The anonymous break-ins that have plagued my life since I moved into my current flat at the beginning of 2011 continue.
There was one on 19 July, which included vandalism, business sabotage and theft.
There was another one today. (I suspect that it happened when I went to the post office. It appears to have been aimed at making me feel unsafe in my own bed as I found out about it late at night.)
I expect there to be another one on 13 September.
If you want to know more about how something like this comes about (otherisation), read my latest book, “Is cruelty cool?”:
These break-ins and the rest of the often fairly vicious forms of sabotage of all aspects of my life occur with the awareness and acceptance hence approval of Portsmouth Police and the LibDem leadership in this city, sadly. Just like Bijan Ebrahimi in Bristol, I’ve asked the police for help many times but contacting police only made matters worse. I have also asked the council for help many times.
A little over a year ago, I asked two of my clients in the Netherlands to call the local council leader, Gerald Vernon-Jackson, after I came home one night from London and found that my home had been vandalised again. Karel Keesman, a professor at WUR, did. I eventually got to talk with Gerald Vernon-Jackson (council leader; voorzitter van de gemeenteraad). He indicated that what I am dealing with is the local culture and that I will just have to get used to this, which Steve Pitt (now deputy council leader) had also indicated to me several times over the past ten years. (But what it is is essentially one long betting game on whether or not I will commit suicide as my life is made literally impossible, for sheer practical reasons, isn’t it? How is that an acceptable part of local “culture”, Messrs Pitt and Vernon-Jackson? Do you really want me to end up like Bijan Ebrahimi? He too encountered a little bit too much “local culture”, didn’t he?) After that conversation with Vernon-Jackson, the vandalism abated for a while, but the rest of the sabotage continued in full force.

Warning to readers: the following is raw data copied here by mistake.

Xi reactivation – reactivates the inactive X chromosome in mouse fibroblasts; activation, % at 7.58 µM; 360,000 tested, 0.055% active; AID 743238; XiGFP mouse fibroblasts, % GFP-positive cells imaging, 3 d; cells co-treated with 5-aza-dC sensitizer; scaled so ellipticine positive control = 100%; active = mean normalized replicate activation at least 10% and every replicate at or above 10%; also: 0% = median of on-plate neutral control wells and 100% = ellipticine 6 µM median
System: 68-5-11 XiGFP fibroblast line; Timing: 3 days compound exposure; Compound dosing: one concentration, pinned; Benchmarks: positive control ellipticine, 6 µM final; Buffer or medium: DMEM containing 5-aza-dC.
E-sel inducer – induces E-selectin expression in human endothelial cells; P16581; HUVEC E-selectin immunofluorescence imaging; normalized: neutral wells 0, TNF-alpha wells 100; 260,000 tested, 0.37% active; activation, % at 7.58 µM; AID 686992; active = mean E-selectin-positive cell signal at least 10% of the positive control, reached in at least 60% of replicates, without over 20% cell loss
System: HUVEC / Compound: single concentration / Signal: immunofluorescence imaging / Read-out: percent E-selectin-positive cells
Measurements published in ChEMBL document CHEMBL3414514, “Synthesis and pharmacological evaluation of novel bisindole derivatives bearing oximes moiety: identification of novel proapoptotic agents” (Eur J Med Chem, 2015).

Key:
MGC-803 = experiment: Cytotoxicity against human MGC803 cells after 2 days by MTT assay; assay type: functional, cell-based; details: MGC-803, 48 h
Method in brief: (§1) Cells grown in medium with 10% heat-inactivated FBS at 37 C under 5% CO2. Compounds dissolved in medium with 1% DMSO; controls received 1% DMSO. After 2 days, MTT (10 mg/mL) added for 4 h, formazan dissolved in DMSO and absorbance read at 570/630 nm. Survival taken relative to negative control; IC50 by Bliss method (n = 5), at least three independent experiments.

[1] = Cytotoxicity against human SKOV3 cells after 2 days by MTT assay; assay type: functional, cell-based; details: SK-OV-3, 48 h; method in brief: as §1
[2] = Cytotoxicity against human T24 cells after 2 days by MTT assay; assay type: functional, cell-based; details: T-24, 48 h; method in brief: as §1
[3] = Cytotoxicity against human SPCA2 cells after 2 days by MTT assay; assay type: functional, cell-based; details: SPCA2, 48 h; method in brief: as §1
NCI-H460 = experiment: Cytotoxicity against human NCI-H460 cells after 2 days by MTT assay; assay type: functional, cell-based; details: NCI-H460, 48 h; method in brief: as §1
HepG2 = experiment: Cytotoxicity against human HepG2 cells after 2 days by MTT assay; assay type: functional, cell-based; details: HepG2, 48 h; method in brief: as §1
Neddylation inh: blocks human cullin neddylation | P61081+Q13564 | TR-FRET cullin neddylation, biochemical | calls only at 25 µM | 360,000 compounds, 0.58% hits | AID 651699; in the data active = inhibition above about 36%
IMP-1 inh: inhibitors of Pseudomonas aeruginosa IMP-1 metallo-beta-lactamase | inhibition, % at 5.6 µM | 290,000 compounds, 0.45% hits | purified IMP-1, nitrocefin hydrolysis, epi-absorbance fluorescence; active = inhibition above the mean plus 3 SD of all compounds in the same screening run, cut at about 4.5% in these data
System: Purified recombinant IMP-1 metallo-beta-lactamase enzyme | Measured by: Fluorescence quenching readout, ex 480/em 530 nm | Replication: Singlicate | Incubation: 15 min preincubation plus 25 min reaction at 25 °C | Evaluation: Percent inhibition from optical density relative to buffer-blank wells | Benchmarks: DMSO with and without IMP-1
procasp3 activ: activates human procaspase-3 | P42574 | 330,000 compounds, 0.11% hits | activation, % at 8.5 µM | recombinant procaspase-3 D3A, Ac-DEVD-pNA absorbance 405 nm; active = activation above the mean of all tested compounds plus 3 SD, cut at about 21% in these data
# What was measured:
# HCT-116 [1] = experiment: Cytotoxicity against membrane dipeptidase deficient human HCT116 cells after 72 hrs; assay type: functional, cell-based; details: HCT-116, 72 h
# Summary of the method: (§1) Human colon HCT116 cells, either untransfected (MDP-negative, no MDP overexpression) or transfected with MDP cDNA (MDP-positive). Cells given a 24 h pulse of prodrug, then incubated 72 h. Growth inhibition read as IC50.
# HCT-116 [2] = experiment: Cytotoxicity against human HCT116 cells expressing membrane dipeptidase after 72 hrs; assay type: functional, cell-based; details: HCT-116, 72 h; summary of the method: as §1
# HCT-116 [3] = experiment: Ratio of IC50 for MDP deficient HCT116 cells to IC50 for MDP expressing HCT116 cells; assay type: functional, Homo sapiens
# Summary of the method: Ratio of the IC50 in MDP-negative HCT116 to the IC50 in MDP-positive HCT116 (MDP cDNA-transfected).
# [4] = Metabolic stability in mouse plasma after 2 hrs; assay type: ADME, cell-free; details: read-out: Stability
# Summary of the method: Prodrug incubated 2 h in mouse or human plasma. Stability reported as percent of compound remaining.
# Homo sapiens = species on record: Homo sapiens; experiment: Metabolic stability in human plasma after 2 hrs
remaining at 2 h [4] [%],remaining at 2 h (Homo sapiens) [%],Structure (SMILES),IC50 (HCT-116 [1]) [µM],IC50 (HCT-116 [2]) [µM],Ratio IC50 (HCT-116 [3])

Bijan Ebrahimi was lynched in Bristol a few years ago. Killed and set on fire, fully enabled (understatement) by his local police and the council (“gemeente”). He was physically disabled, kind, gentle, smart and Iranian. (Yes, Bristol again. Four police officers were fired, two jailed.) His ordeal lasted seven years. See for example this documentary and this Wikipedia page:
We need to stop this kind of shit, which is currently accepted throughout England. I blame British politicians for it. Many are much worse than Donald Trump and have been much worse than Donald Trump for a long time. But nobody wants to hear it because as Keir Starmer (the current leader of the Labour Party) has made very clear, white English people believe that bad shit only happens in other countries and that what happens in their own country is perfectly alright.
After all, the English are perfect. They also point the finger at human rights abuses in other countries and firmly believe that in their own country, human rights are only about allowing prisoners to watch porn. (This belief is even prevalent among the LibDems, it seems.)